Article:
In April 2021 the Government enacted legislation which provided an exemption from mandatory hotel quarantine for families returning to Ireland with their children born through surrogacy. This marked the first time surrogacy had been acknowledged in Irish legislation.
In April 2021 Professor Conor O’Mahony’s, Special Rapporteur on Child Protection, Report “A Review of Children’s Rights and Best Interests in the Context of Donor Assisted Human Reproduction and Surrogacy in Irish Law” was published by the Government. The Report recommends that the 27 measures be implemented in order to safeguard children’s rights and best interests in the context of DAHR procedures and surrogacy arrangements. The Report includes recommendations regarding parentage DAHR procedures, parentage and domestic surrogacy arrangements, right to identity, recognition of international surrogacy arrangements and retrospective declarations of parentage.
The Report comments that the unavoidable reality is that children will continue to be born following international surrogacy arrangements and to be cared for by intending parents who may have no legal connection with the children. The Report recommends that the Government should enact comprehensive legislation regulating surrogacy at the earliest opportunity. The Report further recommends that surrogacy legislation should make provision for the recognition of both domestic and international surrogacy arrangements and should incentivise reliance on domestic arrangements by adopting a more streamlined and less burdensome framework than for international arrangements. The Report also recommends that provision should be made for a pathway to parentage in respect of surrogacy arrangements which occurred before the commencement of the new legislation.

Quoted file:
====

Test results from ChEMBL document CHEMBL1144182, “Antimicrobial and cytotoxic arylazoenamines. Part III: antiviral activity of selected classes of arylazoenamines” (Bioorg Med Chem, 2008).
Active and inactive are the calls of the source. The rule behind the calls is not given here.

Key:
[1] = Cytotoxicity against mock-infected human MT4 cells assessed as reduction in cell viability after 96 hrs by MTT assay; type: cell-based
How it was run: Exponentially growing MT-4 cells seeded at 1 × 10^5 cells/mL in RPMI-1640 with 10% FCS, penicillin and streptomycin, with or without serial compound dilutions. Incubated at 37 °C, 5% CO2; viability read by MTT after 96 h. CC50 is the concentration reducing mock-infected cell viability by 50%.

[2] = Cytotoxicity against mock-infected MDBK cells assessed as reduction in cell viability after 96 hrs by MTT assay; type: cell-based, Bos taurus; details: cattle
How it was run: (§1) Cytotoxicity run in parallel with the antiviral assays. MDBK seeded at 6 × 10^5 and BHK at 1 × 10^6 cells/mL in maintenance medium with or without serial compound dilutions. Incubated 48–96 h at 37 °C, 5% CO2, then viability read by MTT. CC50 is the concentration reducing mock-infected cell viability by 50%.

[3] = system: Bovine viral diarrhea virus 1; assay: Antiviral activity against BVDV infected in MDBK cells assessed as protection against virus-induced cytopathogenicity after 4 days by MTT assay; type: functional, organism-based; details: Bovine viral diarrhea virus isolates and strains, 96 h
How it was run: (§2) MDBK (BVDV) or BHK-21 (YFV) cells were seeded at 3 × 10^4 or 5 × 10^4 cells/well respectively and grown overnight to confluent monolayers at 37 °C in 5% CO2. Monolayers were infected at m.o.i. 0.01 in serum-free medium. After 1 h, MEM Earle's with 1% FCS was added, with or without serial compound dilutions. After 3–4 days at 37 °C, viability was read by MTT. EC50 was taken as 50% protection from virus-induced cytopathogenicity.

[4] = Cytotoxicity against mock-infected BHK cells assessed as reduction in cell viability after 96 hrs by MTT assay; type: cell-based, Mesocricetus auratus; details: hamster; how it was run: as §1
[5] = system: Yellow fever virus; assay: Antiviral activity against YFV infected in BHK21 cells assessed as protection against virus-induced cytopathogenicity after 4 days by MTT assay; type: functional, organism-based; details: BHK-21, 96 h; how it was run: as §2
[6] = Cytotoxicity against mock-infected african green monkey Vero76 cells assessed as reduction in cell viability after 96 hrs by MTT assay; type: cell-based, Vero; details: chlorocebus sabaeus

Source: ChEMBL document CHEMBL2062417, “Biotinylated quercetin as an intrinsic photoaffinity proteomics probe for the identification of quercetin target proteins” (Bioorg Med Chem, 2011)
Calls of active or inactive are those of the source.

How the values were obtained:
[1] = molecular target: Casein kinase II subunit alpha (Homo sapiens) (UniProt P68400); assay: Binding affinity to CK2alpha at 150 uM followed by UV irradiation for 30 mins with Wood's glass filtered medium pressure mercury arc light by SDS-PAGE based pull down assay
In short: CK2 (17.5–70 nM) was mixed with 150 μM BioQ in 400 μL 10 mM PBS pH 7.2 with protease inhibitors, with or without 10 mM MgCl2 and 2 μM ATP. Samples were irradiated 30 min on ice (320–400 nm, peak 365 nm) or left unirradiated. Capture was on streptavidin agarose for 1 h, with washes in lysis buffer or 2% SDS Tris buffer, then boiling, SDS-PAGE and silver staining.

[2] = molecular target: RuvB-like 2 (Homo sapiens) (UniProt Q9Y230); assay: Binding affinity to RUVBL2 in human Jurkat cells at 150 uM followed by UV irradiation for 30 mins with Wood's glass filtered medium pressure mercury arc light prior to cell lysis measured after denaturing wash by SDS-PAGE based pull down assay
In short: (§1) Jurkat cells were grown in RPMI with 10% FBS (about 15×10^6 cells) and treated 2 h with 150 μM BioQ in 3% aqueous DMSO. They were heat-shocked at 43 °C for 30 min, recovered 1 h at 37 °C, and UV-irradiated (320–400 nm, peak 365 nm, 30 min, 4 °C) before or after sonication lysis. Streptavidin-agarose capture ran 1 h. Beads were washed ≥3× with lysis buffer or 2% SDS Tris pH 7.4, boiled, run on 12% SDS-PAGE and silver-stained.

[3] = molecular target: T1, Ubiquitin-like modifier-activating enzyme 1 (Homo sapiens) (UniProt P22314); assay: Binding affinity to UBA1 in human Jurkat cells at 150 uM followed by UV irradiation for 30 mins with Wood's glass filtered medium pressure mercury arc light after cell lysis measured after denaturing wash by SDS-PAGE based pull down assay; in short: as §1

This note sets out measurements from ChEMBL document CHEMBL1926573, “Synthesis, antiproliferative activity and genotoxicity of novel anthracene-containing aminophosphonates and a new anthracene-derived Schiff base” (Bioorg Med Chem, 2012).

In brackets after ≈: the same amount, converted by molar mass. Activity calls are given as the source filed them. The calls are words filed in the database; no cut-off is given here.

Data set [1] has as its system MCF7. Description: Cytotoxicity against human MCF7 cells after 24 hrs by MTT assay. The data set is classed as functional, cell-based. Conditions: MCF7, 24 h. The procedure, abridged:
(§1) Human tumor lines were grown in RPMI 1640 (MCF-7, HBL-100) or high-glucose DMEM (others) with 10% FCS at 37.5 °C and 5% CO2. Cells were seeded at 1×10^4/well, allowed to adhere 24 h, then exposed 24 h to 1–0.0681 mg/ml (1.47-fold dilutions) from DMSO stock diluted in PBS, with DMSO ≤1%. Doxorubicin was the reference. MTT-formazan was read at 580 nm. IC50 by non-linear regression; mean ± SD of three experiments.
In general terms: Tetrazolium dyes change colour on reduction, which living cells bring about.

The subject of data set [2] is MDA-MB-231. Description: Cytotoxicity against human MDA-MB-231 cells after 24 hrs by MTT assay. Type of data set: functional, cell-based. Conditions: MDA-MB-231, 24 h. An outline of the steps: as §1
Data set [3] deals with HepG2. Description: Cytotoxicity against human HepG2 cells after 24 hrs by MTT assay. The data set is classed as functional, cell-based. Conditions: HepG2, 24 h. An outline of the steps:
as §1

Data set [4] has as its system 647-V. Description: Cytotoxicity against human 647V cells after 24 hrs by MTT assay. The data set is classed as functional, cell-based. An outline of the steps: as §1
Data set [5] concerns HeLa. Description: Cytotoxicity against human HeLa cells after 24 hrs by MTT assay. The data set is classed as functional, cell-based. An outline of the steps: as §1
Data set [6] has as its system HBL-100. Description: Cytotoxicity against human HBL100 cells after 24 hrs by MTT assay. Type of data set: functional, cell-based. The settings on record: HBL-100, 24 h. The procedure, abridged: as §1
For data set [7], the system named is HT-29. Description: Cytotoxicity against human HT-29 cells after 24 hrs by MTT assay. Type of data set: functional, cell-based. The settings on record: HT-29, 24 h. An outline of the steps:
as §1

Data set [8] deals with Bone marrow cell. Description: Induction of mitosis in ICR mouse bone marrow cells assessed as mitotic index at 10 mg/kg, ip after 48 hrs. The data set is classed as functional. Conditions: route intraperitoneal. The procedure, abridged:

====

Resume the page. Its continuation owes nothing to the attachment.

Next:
The Report also recommends that legislation governing domestic surrogacy arrangements should allow for altruistic surrogacy only with detailed provisions governing the payment of reasonable expenses and provision for a Court application prior to conception of the child that would combine advance authorisation of the arrangement and a pre-birth parental order.
In relation to international surrogacy arrangements, the Report recommends that legislation should make provision for the High Court on the application of the intended parents to grant parentage and parental responsibility to the intending parents and nationality and citizenship to the child where the Court has satisfied itself of a range of prescribed criteria. The Report further recommends that legislation should stipulate that such applications should be made before the child is brought into the jurisdiction.
The Report also recommends that retrospective declarations of parentage in respect of children born through surrogacy arrangements should also be provided for where the Court has satisfied itself of a range of prescribed criteria.
Surrogacy in Ireland has been the focus of substantial media attention during the last number of months as parents through surrogacy throughout the country have shared their personal journeys through both national and regional radio and print media. We would like to acknowledge and commend all of these fantastic parents who are campaigning for their families and their children.
In 1978 the first IVF baby born in the world was born in the UK. In 1986 the first IVF baby was born in Ireland, only 8 years only. In 1985 surrogacy legislation was enacted and commenced in the UK. In Ireland in 2021, some 36 years later, Irish children born through surrogacy continue to be born in a legal limbo having no parental recognised legal relationship with their second parent. The Minister for Health has confirmed that the commencement of Assisted Human Reproduction legislation is a priority of the Government and that officials in the Department of Health together with the Office of the Attorney General are actively working on the drafting of the Bill.